This is where we take a step back and analyze. There is no need to try to do everything. Pick what is really important. Basics are always important. These basics are the principles our programs should be based on. Do we have the basics covered: push, pull, hip hinge, squat, carry, and core? Only once the basics are established should we ever consider adding more. Cut out the excess.

Adaptable factors– After we have the basics checked we can then change, adapt and evolve.


What your books might teach you

  • Volume – sets, reps, etc
  • Frequency – times per week
  • Length of session
  • Equipment
  • Space
  • Number of athletes
  • Tempo
  • Equipment
  • Position
  • Fun
  • Novelty
  • Engagement/Focus
  • Mental Toughness
  • Maturity
  • Encouragement
  • Gym flow
  • Boredom
  • Readiness/sleep/nutrition


The number of factors and things you can change can be endless so don’t drive yourself mad. Stick to a few main ones and change things from there. Otherwise, you will fall back into the paralysis by analysis problem.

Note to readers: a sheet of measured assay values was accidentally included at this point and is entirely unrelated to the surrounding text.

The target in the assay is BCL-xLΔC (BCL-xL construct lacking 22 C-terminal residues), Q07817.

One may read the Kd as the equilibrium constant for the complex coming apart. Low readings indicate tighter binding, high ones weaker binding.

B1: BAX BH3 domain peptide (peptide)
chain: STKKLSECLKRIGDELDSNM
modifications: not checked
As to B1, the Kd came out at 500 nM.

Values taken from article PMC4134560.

Example of the ins and outs–

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Example 1

Undulating periodization programming with weekly volume in sets and reps. This one is pretty straight forward.

Think light, medium, and heavy.

Movement= Romanian Deadlifts 

Day 1: Moderate weight at 3 sets of 5 reps. Build the pattern under some stress.

Day 2: Of the same movement we go light weight 3 x10. Re-establish good form and time under tension.

Day 3: Same movement 3 x 3 super heavy. Make the athletes grind it out and work on maintaining proper technique under a real challenge.

Example 2

Undulating with exercises.

Sticking with our hip hinge motion.

Day 1: RDL

Day 2: Sumo Deadlift

Day 3: 1 leg Romanian Deadlift

Still the same movement pattern but we alternated positions, angles and unilateral and bilateral.